20 Questions: When Being With Your Autistic Child Feels Like Surviving the Spanish Inquisition by Carrie Watts
During my first pregnancy, my husband joked that he’d rather our child was pretty than smart, as smarts only get you so far. I replied I’d prefer a smart child because looks fade. As he grew, we could tell he was very smart, indeed, though we had no idea the extent until he started to ask questions.
He asked things like, “How does the TV work?” and “What’s ‘ampersand’ in Gaelic?” Google and I quickly got tight as I tried to get answers for him. He needed specifics, and you had to answer the same way every time he asked.
I felt like I wasn’t up to what he needed. What we didn’t know then was that this was an early indicator of autism. His repetitiveness was rooted in a need for predictability in a world that was becoming overwhelming. Once we learned that repetition made him feel safe and secure, it was much easier to meet both our needs:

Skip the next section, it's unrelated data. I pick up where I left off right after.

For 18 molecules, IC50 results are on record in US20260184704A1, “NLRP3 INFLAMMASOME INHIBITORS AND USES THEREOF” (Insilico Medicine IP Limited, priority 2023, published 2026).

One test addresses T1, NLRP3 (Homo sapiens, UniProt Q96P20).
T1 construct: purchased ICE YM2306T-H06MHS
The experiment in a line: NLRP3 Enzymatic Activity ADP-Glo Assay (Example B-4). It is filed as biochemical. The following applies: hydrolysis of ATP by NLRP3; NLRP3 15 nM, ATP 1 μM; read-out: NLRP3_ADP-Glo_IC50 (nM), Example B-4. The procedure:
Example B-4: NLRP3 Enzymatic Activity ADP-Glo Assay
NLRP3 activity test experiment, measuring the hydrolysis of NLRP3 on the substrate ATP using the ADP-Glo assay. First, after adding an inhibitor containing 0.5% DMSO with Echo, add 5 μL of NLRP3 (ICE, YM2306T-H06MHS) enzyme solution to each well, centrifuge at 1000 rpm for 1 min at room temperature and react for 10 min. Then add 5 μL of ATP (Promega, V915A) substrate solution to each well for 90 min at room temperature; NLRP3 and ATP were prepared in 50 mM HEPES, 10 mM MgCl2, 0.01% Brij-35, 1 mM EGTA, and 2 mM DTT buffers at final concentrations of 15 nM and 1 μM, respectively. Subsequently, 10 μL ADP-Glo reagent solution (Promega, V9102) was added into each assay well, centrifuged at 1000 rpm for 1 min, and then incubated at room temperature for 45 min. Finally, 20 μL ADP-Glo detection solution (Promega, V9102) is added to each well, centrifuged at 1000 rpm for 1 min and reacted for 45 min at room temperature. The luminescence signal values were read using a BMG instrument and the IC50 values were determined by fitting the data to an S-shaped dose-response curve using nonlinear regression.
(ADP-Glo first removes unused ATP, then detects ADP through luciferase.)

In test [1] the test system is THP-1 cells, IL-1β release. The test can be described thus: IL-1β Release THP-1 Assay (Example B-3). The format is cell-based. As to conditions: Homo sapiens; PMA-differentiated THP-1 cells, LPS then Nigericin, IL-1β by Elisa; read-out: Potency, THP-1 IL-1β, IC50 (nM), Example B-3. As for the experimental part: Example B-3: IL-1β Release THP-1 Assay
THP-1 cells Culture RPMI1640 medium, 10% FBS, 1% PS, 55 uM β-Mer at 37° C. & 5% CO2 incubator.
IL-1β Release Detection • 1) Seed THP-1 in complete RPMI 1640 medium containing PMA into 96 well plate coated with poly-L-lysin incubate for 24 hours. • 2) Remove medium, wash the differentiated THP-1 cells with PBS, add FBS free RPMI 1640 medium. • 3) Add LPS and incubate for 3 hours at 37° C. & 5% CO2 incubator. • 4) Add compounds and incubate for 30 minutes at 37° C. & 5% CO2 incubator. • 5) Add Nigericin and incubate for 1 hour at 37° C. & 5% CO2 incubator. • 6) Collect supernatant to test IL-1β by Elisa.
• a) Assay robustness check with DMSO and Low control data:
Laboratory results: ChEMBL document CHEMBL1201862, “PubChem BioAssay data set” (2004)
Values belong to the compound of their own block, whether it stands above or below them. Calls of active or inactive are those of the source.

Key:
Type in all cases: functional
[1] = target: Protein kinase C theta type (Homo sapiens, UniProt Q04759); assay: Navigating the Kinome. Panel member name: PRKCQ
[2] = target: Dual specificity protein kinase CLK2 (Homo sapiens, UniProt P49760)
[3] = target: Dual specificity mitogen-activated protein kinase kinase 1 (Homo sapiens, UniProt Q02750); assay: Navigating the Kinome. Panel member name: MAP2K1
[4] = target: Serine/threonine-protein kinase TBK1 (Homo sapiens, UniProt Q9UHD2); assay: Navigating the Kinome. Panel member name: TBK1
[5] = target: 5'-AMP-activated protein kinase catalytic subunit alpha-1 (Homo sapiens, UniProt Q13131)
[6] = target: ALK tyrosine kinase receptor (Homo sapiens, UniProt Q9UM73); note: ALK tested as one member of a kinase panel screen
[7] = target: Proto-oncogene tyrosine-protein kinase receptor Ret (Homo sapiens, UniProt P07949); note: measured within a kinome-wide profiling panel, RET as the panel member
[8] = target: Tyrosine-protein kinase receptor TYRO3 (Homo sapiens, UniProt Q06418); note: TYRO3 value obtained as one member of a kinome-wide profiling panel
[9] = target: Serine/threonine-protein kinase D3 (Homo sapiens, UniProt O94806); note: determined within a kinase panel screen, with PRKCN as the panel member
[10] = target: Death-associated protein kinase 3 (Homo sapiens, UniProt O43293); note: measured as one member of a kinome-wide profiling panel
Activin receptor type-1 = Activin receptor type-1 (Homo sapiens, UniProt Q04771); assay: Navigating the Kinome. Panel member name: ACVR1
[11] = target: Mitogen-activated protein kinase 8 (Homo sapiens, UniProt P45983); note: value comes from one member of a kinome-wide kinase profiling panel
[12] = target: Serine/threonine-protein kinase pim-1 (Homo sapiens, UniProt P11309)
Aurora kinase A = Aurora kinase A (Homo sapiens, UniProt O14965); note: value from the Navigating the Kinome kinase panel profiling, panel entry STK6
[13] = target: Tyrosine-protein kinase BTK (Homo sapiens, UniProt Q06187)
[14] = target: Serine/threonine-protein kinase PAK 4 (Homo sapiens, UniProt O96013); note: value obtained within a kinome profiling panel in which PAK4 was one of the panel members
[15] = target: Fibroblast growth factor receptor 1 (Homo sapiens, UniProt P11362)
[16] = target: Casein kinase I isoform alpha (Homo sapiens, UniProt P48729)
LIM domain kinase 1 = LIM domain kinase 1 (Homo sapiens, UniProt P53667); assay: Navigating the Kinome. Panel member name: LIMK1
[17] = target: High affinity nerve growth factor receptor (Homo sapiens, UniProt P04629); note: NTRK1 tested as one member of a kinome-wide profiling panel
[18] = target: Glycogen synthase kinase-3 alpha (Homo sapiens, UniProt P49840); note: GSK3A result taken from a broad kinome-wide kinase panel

- I made up songs with alternating parts, giving him control but keeping it interesting for me.
- I perfected the scripts so I could easily memorize them.
- I often told myself I was building a foundation of trust, not teaching Gaelic vocabulary!
By removing the pressure, I could focus on what really mattered – him, me and our relationship.